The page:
http://www.docjar.com/html/api/java/util/Collections.java.html

 1944       @SuppressWarnings("unchecked")
 1945       public static <T extends Comparable<? super T>> void sort(List<T> list) {
 1946           Object[] array = list.toArray();
 1947           Arrays.sort(array);
 1948           int i = 0;
 1949           ListIterator<T> it = list.listIterator();
 1950           while (it.hasNext()) {
 1951               it.next();
 1952               it.set((T) array[i++]);
 1953           }
 1954       }

and here are implementations of sorting arrays:

http://www.docjar.com/html/api/java/util/Arrays.java.html

 2588       public static void sort(Object[] array) {
 2589           sort(0, array.length, array);
 2590       }


 2620       private static void sort(int start, int end, Object[] array) {
 2621           int length = end - start;
 2622           if (length <= 0) {
 2623               return;
 2624           }
 2625           if (array instanceof String[]) {
 2626               stableStringSort((String[]) array, start, end);
 2627           } else {
 2628               Object[] out = new Object[end];
 2629               System.arraycopy(array, start, out, start, length);
 2630               mergeSort(out, array, start, end);
 2631           }
 2632       }

 2666       @SuppressWarnings("unchecked")
 2667       private static void mergeSort(Object[] in, Object[] out, int start,
 2668               int end) {
 2669           int len = end - start;
 2670           // use insertion sort for small arrays
 2671           if (len <= SIMPLE_LENGTH) {
 2672               for (int i = start + 1; i < end; i++) {
 2673                   Comparable<Object> current = (Comparable<Object>) out[i];
 2674                   Object prev = out[i - 1];
 2675                   if (current.compareTo(prev) < 0) {
 2676                       int j = i;
 2677                       do {
 2678                           out[j--] = prev;
 2679                       } while (j > start
 2680                               && current.compareTo(prev = out[j - 1]) < 0);
 2681                       out[j] = current;
 2682                   }
 2683               }
 2684               return;
 2685           }
 2686           int med = (end + start) >>> 1;
 2687           mergeSort(out, in, start, med);
 2688           mergeSort(out, in, med, end);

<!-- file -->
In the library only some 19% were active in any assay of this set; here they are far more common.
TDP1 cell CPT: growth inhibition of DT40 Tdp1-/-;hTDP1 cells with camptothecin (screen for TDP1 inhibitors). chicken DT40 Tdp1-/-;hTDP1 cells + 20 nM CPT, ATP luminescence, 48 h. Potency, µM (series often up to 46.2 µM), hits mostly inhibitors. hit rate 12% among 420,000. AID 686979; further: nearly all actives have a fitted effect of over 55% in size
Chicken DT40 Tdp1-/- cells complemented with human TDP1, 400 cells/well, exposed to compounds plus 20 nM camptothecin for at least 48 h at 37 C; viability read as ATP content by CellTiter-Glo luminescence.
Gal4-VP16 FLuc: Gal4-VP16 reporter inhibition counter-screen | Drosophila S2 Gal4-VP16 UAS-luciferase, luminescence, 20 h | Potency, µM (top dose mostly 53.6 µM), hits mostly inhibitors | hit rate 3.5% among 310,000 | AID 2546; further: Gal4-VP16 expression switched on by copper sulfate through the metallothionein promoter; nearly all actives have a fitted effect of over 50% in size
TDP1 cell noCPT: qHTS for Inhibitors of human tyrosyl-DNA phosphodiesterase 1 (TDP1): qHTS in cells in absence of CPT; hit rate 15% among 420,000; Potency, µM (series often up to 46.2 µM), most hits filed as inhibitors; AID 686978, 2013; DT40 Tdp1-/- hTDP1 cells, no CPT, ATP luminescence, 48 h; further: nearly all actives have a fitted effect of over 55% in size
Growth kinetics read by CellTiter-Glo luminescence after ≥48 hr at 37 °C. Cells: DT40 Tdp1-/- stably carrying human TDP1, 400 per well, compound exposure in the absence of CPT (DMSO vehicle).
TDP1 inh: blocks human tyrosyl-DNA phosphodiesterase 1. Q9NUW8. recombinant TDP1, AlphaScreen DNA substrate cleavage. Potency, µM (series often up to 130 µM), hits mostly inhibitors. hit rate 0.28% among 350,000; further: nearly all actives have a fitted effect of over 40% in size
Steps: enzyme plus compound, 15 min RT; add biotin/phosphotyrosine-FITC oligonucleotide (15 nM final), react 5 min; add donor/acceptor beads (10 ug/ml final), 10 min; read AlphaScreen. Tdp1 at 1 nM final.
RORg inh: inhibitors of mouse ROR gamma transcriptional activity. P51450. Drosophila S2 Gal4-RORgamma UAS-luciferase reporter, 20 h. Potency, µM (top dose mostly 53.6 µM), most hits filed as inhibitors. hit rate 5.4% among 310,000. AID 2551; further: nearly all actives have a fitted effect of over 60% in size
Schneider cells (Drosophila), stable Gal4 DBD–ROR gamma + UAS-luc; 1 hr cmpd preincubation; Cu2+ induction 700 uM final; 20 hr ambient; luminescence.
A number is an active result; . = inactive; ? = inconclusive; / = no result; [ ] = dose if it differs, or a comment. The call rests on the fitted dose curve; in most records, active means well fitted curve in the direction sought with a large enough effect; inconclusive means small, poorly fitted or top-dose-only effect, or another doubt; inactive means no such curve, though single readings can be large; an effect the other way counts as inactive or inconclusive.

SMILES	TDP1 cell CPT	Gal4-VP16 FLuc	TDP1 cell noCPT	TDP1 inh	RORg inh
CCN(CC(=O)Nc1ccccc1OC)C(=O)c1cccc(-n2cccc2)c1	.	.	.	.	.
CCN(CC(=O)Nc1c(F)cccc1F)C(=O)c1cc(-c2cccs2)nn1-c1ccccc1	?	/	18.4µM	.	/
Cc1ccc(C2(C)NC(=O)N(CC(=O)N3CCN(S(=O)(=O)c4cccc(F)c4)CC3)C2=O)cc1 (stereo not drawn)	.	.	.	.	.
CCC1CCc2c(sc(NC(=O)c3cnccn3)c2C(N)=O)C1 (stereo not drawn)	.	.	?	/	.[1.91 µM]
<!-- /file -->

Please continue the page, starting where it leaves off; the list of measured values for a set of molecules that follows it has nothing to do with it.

2689   
 2690           // merging
 2691   
 2692           // if arrays are already sorted - no merge
 2693           if (((Comparable<Object>) in[med - 1]).compareTo(in[med]) <= 0) {
 2694               System.arraycopy(in, start, out, start, len);
 2695               return;
 2696           }
 2697           int r = med, i = start;
 2698   
 2699           // use merging with exponential search
 2700           do {
 2701               Comparable<Object> fromVal = (Comparable<Object>) in[start];
 2702               Comparable<Object> rVal = (Comparable<Object>) in[r];
 2703               if (fromVal.compareTo(rVal) <= 0) {
 2704                   int l_1 = find(in, rVal, -1, start + 1, med - 1);
 2705                   int toCopy = l_1 - start + 1;
 2706                   System.arraycopy(in, start, out, i, toCopy);
 2707                   i += toCopy;
 2708                   out[i++] = rVal;
 2709                   r++;
 2710                   start = l_1 + 1;
 2711               } else {
 2712                   int r_1 = find(in, fromVal, 0, r + 1, end - 1);
 2713                   int toCopy = r_1 - r + 1;
 2714                   System.arraycopy(in, r, out, i, toCopy);
 2715                   i += toCopy;
 2716                   out[i++] = fromVal;
 2717                   start++;
 2718                   r = r_1 + 1;
 2719               }
 2720           } while ((end - r) > 0 && (med - start) > 0);
 2721   
 2722           // copy rest of array
 2723           if ((end - r) <= 0) {
 2724               System.arraycopy(in, start, out, i, med - start);
 2725           } else {
 2726               System.arraycopy(in, r, out, i, end - r);
 2727           }
 2728       }

hope it helps :)